Other proposed amendments would create a new peace bond that would give courts the power to impose conditions on an individual when there are reasonable grounds to fear that a forced marriage or a marriage under the age of 16 will otherwise occur. Such a peace bond could be used to prevent an underage or forced marriage, for example, by requiring the surrender of a passport, as well as preventing a child from being taken out of Canada.

Measures in the bill would also amend the Criminal Code to address so-called honour killings, where so-called honour-based violence is perpetrated against family members — usually women and girls — who are perceived to have brought shame or dishonour to the family. Honour killings are usually premeditated and committed with some degree of approval from family and/or community members.

However, in some cases alleged spontaneous killings may be in response to behaviour by the victim, who is perceived to be disrespectful, insulting or harmful to a family's reputation. Under the Criminal Code, anyone charged with murder can raise the defence of provocation in seeking a reduction to the lesser charge of manslaughter. In other words, the accused can argue that the victim's conduct in some way provoked them into the "heat of passion" and that they killed while in that state. This defence has been raised, so far unsuccessfully, in several so-called honour killing cases in Canada.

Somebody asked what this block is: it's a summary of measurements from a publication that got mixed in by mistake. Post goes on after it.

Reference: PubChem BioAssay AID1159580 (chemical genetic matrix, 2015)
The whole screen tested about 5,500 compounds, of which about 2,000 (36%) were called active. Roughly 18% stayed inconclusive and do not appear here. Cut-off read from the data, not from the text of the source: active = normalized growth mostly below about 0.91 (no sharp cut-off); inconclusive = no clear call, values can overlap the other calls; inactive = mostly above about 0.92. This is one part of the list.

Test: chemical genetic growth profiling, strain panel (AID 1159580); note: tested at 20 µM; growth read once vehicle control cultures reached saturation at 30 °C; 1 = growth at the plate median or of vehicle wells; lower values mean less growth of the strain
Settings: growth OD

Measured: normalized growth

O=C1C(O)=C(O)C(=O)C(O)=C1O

Accused murderers have claimed that real or perceived marital infidelity, disrespect, defiance or insulting behaviour on the part of the victim toward their spouse, sibling or parent provoked the killing. That means a father, for example, could claim to be so provoked by his daughter's dishonourable act that he was compelled to kill her. Measures in Bill S-7 would amend the Criminal Code so that legal conduct by the victim could not be legally considered a provocation. It is simply contrary to Canadian values for lawful behaviour by a person, no matter how it may be perceived as insulting, to excuse their murder. Honourable senators, Bill S-7 would strengthen our laws to protect Canadians and newcomers to Canada from barbaric cultural practices.